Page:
This was originally posted over at Every Day Ichiro, which chronicles my new turn as a Mariners fan, and as an AL fan in general.
SPORTS TALK RADIO AND A CITY’S IDENTITY
Part of being a fan is listening to local sports radio. I am even right now listening to 710 AM KIRO Seattle.
I love sports talk radio (it being a subset of talk radio, which I also love, in the way that you love something that remained a part of your life as you moved from child to adult). In Chicago and in New England, a better part of those regions’ broad character came through in the personae of the sports talk radio hosts. The pride and the humor from 670AM in Chicago’s Boers and Bernstein–still the funniest radio I’ve ever heard–and the acerbic self-flagellation of the pre-World Series Boston guys whoever they were. I link these indelibly with my experience living in these places. Deep truths emerge from hours, days and weeks of listening.
Here in the Pacific Northwest, I am still collecting this metaphysical data. I don’t yet have a bead on the psyche of this place. What I think I know so far is that Mariners fans have been through years of hard times and inept management under Bill Bavasi. Now, with Jack Z and his flurry of handyman-style moves and his several big moves, they are optimistic bunch.
What I also think I know is that these fans are analytical. On 710 this morning, I already heard one caller who discussed the manner in which the team is meant to win. They aren’t meant to hit, he said, they’re meant to have great pitching and great defense. In other words, the problem isn’t that the Ms aren’t scoring enough runs, it’s that they’re aren’t preventing enough runs. That’s heavy, and it shows a lot of a) patience and b) smarts on the part of the fans. There’s a method, here, and Ms fans are willing to give over the fate of their fandom to that method.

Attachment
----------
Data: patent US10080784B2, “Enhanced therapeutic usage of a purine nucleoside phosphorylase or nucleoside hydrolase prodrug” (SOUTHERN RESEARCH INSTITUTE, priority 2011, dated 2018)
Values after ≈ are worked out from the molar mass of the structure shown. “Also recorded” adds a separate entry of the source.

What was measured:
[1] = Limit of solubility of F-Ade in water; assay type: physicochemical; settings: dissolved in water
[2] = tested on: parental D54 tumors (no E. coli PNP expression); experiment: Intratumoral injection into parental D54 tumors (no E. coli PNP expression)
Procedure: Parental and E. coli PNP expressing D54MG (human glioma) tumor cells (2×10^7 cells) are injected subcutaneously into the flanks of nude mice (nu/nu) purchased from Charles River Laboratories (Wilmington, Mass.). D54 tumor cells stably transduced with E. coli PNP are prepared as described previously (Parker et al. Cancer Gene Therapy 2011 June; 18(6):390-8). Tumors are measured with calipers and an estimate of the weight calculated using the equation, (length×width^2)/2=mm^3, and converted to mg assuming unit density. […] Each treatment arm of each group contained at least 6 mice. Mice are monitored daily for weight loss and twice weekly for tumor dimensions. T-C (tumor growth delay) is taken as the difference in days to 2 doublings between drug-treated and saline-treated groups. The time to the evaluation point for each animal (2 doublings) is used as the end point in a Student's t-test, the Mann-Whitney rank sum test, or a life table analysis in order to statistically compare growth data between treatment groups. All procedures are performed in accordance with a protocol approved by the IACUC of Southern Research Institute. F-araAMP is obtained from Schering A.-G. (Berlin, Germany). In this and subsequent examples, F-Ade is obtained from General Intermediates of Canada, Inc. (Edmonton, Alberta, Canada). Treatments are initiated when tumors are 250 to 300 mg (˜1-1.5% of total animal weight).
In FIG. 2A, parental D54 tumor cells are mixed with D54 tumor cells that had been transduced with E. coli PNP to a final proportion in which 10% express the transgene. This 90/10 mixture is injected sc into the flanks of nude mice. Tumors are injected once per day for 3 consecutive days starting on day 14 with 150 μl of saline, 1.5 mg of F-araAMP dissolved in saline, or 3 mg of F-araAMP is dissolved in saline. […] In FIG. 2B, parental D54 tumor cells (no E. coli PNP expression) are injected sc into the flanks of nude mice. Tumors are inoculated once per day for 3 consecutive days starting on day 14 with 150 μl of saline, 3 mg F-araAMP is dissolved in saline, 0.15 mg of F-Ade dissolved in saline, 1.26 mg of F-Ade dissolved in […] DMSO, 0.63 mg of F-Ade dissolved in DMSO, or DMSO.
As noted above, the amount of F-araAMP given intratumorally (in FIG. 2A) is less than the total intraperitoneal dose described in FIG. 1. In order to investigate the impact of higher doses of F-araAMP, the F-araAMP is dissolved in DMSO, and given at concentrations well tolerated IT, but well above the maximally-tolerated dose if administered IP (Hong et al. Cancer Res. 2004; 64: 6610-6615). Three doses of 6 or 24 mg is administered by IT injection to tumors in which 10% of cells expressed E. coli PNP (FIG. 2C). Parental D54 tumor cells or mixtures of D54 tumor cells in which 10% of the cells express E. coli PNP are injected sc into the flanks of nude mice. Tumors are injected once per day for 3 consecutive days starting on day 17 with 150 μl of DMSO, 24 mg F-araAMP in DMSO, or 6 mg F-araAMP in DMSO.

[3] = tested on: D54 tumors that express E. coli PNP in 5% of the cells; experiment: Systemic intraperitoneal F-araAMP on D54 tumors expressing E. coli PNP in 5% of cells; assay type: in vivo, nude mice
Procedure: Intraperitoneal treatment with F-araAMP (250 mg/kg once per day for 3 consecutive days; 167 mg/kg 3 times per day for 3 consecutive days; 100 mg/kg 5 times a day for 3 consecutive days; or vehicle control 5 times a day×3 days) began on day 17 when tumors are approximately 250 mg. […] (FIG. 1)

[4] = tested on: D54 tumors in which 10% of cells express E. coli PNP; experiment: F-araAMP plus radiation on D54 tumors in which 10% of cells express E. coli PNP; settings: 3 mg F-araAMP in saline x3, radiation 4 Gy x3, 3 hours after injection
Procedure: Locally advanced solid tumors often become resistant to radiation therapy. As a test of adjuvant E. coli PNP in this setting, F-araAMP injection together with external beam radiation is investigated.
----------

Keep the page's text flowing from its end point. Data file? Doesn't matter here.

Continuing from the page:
In the meantime, worry is setting in on the radio. Brock and Salk are wondering if it’s too soon, or if it’s too late, or if it’s up or it’s down. Don Wakamatsu has let loose a couple of sound clips, saying things like “feeding off of one another” and “guys are pressing right now.” These are the misgivings of a tortured fan base that is afraid of its own optimism. “Let’s not everybody freak out yet,” the blogs are saying. The more calls for calm, the more unnerved the hoi polloi becomes, I think.
BILL JAMES DISEASE
The new modern problem with sports talk radio is what I might call Bill James disease, in which one must second guess every assertion by the mainstream media members who are speaking for the most part off the top of their heads. To wit: Salk said something like “Ichiro will see a lot of pitches because of all of the foul balls.” Now, this might be true, I don’t know. I tried to check on Fangraphs without much success. But the point is, I don’t really believe it when Mike Salk says it. Not because I don’t trust the guy, but because I don’t think he’s committed his life to having command of these facts and figures. Hell, I wouldn’t trust myself if I said that, no way.
Once I start to pay attention to these passing assertions, they appear everywhere in sports talk radio. Each remark–blinks of an eye in the hours and hours of radio talk time–could warrant ten spreadsheets and a panel of experts to suss it out. Do I need to know if it’s true or not? Why can’t I treat the radio like it’s a conversation with a friend, meaning imbued with trust, forgiveness and merriment? Because I’ve got Bill James Disease, that’s why.